Per the City ordinance, businesses and apartment complexes that do clear snow and ice within four hours during daytime hours (8 a.m. - 5 p.m.) after the snow stops falling will be guilty of a petty misdemeanor, and every hour after those four hours “shall be deemed to be a separate violation.” Additionally, property owners that fail to comply with keeping their non-street parking areas and sidewalks clear of snow and ice “shall be grounds for the revocation of the license or permit of the person” violating the City code.

Does the City/County do quality control regarding plowing across neighborhoods? For example, after an abandoned vehicle is finally towed, does the City/County have a plan to move the snow from that space?

City of Minneapolis: According to Public Works, streets are being re-plowed based on Public Safety needs and 311 reports. In this case, a 311 report would be suggested to let the City know that the street needs to be plowed again.

For what it’s worth, the “post and plow” process that is currently happening is described by City Council Vice President Linea Palmisano as “a long process.”  And per a recent press release, “The City urges people to work with neighbors to move vehicles that have been parked in the same location since the last snow event. The City also recommends residents contact 311 to report concerns about conditions on streets and sidewalks.”

Hennepin County: The county has quality control measures in place for plowing. We have dedicated routes covering all county roads overnight and during the day. Then, we have additional crews working in the afternoon and evening. These crews monitor any changes in conditions and then address whatever issues they see - like plowing issues or areas that need de-icing or anti-icing materials.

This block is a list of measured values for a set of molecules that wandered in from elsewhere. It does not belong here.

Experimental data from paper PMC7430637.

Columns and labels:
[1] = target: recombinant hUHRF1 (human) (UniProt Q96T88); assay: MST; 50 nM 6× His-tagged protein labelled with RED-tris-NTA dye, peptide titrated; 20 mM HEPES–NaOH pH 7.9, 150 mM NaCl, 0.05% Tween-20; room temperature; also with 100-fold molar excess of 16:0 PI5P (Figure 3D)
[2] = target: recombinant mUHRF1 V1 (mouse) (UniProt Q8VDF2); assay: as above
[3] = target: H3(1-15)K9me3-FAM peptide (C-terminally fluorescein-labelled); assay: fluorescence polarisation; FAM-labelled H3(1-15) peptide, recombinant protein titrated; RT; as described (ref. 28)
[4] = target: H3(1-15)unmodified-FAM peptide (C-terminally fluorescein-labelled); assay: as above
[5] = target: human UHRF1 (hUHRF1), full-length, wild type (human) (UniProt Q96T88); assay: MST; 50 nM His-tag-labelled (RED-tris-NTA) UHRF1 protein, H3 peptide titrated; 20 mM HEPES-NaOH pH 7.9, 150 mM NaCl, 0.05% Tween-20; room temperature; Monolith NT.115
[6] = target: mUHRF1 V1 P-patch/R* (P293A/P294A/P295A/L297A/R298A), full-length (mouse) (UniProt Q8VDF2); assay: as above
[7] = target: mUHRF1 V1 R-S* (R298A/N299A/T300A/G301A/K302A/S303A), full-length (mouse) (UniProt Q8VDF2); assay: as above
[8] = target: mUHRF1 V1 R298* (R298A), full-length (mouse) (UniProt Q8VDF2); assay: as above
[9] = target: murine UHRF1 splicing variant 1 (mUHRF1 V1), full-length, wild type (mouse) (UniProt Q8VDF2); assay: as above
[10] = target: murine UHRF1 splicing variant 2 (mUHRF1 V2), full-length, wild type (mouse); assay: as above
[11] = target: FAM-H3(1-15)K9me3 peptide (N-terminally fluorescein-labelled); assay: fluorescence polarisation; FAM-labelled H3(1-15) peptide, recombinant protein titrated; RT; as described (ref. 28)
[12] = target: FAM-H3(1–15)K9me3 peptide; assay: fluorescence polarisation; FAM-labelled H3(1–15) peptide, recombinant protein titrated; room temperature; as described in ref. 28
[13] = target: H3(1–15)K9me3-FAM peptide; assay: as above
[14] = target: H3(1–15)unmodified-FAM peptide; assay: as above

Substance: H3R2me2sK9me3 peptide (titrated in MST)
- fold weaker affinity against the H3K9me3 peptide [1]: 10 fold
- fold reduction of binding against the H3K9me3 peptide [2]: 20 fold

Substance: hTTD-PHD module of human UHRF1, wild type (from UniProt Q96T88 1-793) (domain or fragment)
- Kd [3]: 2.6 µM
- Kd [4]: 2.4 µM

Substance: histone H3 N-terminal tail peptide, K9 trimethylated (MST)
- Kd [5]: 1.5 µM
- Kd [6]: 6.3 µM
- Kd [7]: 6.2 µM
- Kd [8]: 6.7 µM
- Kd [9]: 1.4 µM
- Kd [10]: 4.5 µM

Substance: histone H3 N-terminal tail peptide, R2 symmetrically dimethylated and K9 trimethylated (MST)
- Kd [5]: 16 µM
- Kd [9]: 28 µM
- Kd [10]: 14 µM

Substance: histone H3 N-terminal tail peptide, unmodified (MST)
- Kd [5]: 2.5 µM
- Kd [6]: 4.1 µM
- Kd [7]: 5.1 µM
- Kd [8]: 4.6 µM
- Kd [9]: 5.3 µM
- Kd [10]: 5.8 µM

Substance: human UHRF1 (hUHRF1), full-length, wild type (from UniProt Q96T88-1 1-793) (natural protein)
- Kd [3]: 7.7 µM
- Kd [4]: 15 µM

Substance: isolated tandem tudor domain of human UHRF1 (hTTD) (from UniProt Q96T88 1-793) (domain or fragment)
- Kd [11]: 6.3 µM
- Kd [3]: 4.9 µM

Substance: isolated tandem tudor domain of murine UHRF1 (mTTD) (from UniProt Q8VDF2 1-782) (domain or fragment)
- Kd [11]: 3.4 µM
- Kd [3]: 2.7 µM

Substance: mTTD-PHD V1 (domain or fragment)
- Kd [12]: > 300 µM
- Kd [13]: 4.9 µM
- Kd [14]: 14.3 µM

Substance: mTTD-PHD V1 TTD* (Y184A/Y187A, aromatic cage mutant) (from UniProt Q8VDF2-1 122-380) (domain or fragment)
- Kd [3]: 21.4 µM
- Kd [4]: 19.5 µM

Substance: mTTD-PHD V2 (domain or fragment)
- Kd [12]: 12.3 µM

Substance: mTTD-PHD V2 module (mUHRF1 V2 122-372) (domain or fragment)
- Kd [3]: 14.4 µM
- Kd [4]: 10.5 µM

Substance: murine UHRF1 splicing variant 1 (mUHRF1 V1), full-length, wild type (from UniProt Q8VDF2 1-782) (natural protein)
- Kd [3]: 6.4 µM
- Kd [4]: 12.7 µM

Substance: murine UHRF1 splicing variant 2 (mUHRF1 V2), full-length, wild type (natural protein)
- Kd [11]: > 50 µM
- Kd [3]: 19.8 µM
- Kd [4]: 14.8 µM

In Minneapolis, we plow our county roads at slower speeds to minimize mounds, or “windrows,” but that can be challenging with snow accumulations like we’ve seen in the last few weeks.

For removing snow mounds on county roads in Minneapolis, we coordinate with the City of Minneapolis to get no parking signs on county roads installed 48 hours in advance. This coordination is a separate process from the snow emergencies declared by the city. Once the vehicles are moved, we go in and clear the mounds. we work in several block increments to be efficient. Typically, we work 8-10 blocks at a time. If there are vehicles even after the signs are installed, we work with the city to address them, as the county does not have jurisdiction over towing vehicles.

A construction vehicle drives down Lyndale Avenue on January 4 on its way to clear snow. Photo by Melody Hoffmann

How does the City/County intend to manage the next snowfall, taking into account the way streets are narrowed by the current amount of snow remaining on streets?

City of Minneapolis: No answer

Hennepin County:  We’ve been proactive, but this process will take time. First, when the snow falls, our approach will remain the same – clear all our county roads and make the travel lanes passable and leave conditions the best we can so the city can address other areas like bike lanes. Then, when there’s a break in between snow events like now, some of our crews who plow our routes shift to removing mounds in areas like bridges, guardrails and intersections first where there are increased safety risks for people traveling. Once we address those areas, our crews transition to removing mounds in areas with on-street parking. We plan to work on removing mounds throughout the county for the next several weeks, including Minneapolis, and will be ready to manage the next snowfall

What’s up with 25th Street in the Wedge? Not even an attempt at towing or plowing that I can observe. Does the City just not plow some streets?

Our best guess, based on what Palmisano shared with her constituents, vehicles that could not or were not moved made it impossible for plows to get down the streets. Given the Wedge’s narrow streets, this is likely to have happened.

According to Palmisano, “We have been working on some very narrow corridors in a ‘post and plow’ mode- this means posting no parking in certain areas, giving vehicles time to move, then citing/towing if necessary and going in to widen the roadway. It is a long process that is especially difficult in some areas.”

Why won't the City call for one-sided parking?

The City has not called for city-wide one-sided parking but crews are out doing what Palmisano referred to as “post and plow” on some streets. City workers have posted one-sided parking and plowed some of “our most challenging areas,” according to Public Works.

“We are in close contact with the Fire team to prioritize key areas and will continue to strategically post one sided parking in those locations as needed,” Kelliher Anderson said.